Note: To clear the Picture property at design-time, highlight the entry for the Picture property ("(Bitmap)" in this case), and press the Delete key.
The Form's Icon property is used to set the icon that is displayed in the left-hand corner of the Form's title bar. In the screen shot below, the Form's Icon property was set to the SUN.ICO icon from the Program Files\Microsoft Visual Studio\Common\Graphics\Icons\Elements folder.
When you compile a VB program, the icon used for the resulting EXE is determined by the setting of the Icon property of the Form you specify on the "Make" tab of the project's properties sheet (accessed from the IDE's Project menu item). As shown below, the icon that will be used for this application's EXE will be the "sun" icon from "Form1". If the project had more than one form, then you could choose which form's icon would be used for the EXE by selecting the appropriate form name from the "Icon:" drop-down box:
The Picture Property of the Command Button
The Command Button control has a Style property, which, when set to 1â€“Graphical, enables you to display a picture on the button via the command button's Picture property. (Also â€“ when the Style is set to 1-Graphical, you can change the BackColor of the button, which you cannot do when the Style is set to 0-Standard.)
If the command button also has a non-blank value for its Caption property, the text of the caption will appear below the picture. (Note: In VB6, you cannot specify the position (left, right, below) of the picture relative to the caption on the command button: the picture will always appear above the caption. A custom button control would be needed to display the picture to the left or right of the caption on the button.)
The screen shot below shows two command buttons with images (the images shown are from a custom icon set):
The command button also has a DisabledPicture property, which allows you to specify an alternative image to be displayed on the button when the Enabled property is set to False:
If you don't use the DisabledPicture property, the system will "do its best" to render a disabled image based on the original â€“ what it comes up with may or may not be acceptable to you:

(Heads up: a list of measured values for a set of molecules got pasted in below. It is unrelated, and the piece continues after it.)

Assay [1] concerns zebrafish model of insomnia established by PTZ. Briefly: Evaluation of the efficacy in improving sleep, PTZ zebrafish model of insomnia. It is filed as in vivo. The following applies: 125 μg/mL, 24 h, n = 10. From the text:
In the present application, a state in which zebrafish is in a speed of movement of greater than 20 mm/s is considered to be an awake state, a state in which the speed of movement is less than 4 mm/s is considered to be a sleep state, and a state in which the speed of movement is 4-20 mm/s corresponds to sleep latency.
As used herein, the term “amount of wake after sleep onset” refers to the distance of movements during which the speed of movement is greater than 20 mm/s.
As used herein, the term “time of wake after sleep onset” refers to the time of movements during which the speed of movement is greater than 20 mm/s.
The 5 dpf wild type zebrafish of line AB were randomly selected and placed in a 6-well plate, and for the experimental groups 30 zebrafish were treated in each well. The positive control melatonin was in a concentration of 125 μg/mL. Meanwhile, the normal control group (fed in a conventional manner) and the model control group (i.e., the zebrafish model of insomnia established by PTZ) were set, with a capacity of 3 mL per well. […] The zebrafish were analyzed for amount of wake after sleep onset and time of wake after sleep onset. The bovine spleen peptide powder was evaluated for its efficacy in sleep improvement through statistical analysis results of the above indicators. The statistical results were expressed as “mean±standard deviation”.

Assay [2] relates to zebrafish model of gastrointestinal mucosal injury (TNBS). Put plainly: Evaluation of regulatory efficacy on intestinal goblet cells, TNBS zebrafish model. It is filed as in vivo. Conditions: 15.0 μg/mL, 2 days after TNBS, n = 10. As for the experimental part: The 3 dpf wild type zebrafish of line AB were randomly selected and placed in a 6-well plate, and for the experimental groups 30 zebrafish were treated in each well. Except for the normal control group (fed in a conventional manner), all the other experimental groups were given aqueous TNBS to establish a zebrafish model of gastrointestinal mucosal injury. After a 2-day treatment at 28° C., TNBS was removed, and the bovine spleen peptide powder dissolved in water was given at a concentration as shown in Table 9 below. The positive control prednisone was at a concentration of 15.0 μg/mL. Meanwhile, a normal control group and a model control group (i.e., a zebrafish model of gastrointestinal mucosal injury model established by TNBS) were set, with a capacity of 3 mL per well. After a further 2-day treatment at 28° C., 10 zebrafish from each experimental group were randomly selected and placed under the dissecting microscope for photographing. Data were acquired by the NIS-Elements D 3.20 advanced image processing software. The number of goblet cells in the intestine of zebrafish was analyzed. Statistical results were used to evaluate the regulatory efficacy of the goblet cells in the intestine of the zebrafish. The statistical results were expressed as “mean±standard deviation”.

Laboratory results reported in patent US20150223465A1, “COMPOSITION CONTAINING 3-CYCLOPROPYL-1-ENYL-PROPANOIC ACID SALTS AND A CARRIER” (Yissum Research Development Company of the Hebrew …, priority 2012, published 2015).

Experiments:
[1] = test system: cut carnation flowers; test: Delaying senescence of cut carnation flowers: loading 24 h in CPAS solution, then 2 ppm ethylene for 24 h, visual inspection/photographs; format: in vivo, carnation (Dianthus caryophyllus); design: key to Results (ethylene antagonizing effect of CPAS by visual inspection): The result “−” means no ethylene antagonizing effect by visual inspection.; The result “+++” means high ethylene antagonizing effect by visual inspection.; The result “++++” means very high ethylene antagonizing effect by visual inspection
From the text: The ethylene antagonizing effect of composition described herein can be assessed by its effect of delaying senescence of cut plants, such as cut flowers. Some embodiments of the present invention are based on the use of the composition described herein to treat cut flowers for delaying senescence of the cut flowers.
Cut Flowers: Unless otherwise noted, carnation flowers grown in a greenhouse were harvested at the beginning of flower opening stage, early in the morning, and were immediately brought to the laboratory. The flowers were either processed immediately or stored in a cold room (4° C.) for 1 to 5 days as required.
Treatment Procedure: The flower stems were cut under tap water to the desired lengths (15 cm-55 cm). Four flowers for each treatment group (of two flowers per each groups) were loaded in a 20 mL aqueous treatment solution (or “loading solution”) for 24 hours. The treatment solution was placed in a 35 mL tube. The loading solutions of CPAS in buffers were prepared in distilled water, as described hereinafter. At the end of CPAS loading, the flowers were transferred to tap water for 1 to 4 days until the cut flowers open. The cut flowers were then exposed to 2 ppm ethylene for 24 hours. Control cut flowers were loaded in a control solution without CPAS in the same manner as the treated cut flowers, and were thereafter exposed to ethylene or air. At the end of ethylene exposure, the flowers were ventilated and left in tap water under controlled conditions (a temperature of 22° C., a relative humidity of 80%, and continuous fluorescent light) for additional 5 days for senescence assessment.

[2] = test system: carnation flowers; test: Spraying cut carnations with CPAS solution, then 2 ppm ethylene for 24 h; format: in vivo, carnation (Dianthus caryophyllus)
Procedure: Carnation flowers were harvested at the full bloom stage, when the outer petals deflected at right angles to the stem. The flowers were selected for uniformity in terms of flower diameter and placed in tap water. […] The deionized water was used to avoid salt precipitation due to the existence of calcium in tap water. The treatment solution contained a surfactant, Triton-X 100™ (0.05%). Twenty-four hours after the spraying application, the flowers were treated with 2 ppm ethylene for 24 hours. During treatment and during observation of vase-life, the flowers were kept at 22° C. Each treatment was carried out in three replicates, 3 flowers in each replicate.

Another technique used with "picture buttons" is to place only a picture on the button and leave the Caption blank â€“ then use an adjacent Label control to describe the function of the button, as shown in the "switchboard" type screen below:
Using Images with Other Controls
Images can be used with many with other controls. In later topics, a set of controls called the Windows Common Controls will be explored. This set of controls comprises the ToolBar, TreeView, ListView, TabStrip, StatusBar, and several others. These controls are used in conjunction with an ImageList control, which serves as a repository for images to be used for items within the controls (i.e. icons for the Toolbar buttons, TreeView nodes, ListView list items, etc.) The screen shot below shows a portion of a screen used by an application that uses a ToolBar, TreeView, and ListView.
Finding Images to Use with Your Applications
Probably the most challenging aspect of incorporating images (particularly icons) into your application is not the actual programming, but simply the search for the "right" icon or image to represent the function or concept to be worked with in your application's user interface.
As mentioned previously, Visual Studio 6/Visual Basic 6 comes with a set of over 900 graphic files (over 500 of which are icons). When Visual Studio 6 or VB 6 is installed, the Graphics folder is NOT installed by default (whoever is installing it must explicitly check the "Graphics" option during the appropriate step of the installation). Assuming that the Graphics are installed, by default they will be placed in the directory structure shown below:
The Icons folder contains 13 subfolders. As a reference, and for convenience, screen shots of the contents of the icon folders are shown below:
Even with all of the icons and other graphic files included with VB, you may not find images that you deem suitable for your application. Not all "categories" of icons that you might expect are present in the included collections, and those that are included would be regarded by some as "dated" (the offering of included icons has not changed since VB 3.0 back in 1995). Fortunately, there are numerous resources on the Internet for icon collections (ranging in price from free to several hundred dollars) as well as resources for working with icons (creating your own and/or modifying existing icons).